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Hardy annuals

5 October 2011
Hardy annuals

Article courtesy of Amateur Gardening - Britains leading weekly Gardening magazine available each Tuesday.

It’s time to get next year’s colour sorted out, by sowing a few hardy annuals outdoors

After the cool, grey summer we had this year I’m craving colour. And in my view absolutely the best colour in any garden comes from annual flowers. These include the tender summer bedding types that we plant out in spring, and the hardy annuals that can be sown now for flowering next summer.

In my desperation for colour I’m sowing a few of the hardy types now. These will develop good root systems before the weather turns really cold, and as a result will survive the winter – even cold ones like we had last year – outdoors.

More than this, hardy annuals sown now will flower a little earlier than those of the same types but were not sown until spring.
There are three ways to sow hardy annuals. The first involves sowing an area of them, where they are to flower. This really is the favourite way to grow them as many hardy annuals hate root disturbance – and this of course means that they will stay in the same place from sowing to digging up and composting.
The second way to sow hardy annuals is to sow seeds into a nursery bed, and when the seedlings are large enough are transferred to the place where they are to flower. This is more successful with some than others.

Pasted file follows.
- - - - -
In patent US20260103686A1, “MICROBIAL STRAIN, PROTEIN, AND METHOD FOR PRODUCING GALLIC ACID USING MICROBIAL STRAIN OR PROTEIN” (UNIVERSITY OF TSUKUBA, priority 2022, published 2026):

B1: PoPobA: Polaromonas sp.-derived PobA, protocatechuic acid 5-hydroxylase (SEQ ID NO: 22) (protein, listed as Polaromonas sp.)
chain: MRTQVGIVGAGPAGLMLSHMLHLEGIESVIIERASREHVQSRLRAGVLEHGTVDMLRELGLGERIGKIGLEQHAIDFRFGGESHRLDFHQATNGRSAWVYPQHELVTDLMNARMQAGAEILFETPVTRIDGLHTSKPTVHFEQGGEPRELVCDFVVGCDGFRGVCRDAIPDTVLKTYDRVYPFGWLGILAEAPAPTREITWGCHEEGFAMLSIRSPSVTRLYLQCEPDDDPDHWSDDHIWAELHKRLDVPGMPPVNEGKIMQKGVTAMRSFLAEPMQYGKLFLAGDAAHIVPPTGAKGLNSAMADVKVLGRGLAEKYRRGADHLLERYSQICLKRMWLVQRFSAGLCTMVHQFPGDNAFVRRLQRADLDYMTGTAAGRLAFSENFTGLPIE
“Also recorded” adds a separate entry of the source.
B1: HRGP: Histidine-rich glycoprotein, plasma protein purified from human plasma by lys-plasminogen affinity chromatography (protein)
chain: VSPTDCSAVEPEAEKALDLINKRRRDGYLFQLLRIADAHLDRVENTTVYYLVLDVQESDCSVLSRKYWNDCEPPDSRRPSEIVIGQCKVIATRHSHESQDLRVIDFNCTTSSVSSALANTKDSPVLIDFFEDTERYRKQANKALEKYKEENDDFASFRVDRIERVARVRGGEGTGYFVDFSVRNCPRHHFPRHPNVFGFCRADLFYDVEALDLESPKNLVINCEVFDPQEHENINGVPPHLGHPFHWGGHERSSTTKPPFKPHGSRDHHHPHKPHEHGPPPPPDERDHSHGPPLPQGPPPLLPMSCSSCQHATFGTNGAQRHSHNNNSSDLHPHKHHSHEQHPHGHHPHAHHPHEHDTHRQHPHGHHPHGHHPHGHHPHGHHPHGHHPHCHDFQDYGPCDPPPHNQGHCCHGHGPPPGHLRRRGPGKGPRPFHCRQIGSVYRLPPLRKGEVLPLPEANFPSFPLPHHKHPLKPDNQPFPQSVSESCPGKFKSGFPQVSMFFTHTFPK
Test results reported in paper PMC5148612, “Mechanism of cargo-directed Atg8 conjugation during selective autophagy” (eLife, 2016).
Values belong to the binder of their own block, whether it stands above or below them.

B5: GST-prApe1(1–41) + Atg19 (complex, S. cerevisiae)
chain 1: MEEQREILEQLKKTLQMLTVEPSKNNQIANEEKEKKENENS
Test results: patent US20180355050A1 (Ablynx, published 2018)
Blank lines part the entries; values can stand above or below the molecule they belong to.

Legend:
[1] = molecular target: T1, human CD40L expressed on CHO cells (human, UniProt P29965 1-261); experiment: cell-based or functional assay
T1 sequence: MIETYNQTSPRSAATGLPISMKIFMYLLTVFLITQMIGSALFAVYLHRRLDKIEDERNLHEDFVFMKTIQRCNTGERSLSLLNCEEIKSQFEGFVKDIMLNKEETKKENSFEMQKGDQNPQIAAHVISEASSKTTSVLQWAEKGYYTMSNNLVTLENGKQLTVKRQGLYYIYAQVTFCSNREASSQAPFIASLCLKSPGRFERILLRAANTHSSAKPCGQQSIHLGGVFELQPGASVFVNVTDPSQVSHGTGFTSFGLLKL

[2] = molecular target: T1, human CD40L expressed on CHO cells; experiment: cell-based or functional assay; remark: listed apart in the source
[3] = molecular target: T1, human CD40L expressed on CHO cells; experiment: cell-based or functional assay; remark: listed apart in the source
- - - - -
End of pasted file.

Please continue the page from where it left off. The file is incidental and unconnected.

And the third way is to sow them in pots or trays, for pricking out and potting on in spring.

Use sand to demarcate areas within the bed or border for sowing different varieties of hardy annual. With neighbouring drifts of annuals, draw the seed drills in different directions so as to avoid any chance of regimented lines of plants appearing

Soil preparation

The best place to sow hardy annuals is in a bed or border sited in full sun and away from trees. Fork over the soil, digging in well-rotted garden compost as you go. Do not all fertileser at this stage. Tread over the area with your heels, and then rake it level and to produce an even and crumbly surface. Large island beds can be sown with many different types of annual, or you can just sow one or two different varieties in a gap in a mixed border. In this case, for a worthwhile block of colour, the gap will need to be at least 2 1/2ft (75cm) wide and/or deep.

Sowing hardy annuals

1 Sow some seed now, and keep the remainder until spring, so that you can top-up in case of failures. It is best to store the seed in tins where mice cannot get to them

2 Packets of mixed seed contain, not surprisingly, seeds of different shapes and sizes. These are better for sowing ‘broadcast’ – sprinkling the seed thinly over the soil and then gently raking it in. Always choose a mild, windless day when the soil is moist

3 Areas within large beds or borders can be marked out using sand to show where the drifts of will be. Within each marked out area, make short seed drills, with a cane, and thinly sow the seeds into the drills

4 Sweet pea seeds, after they have been soaked overnight (see above), should be sown in pots for planting outside in spring. Four to six seeds per 5in (13.5cm) pot is about right

5 It is particularly important to label hardy annuals sown outside; without labeling you will soon forget what was sown where, and it may not be until spring before you can identify what is what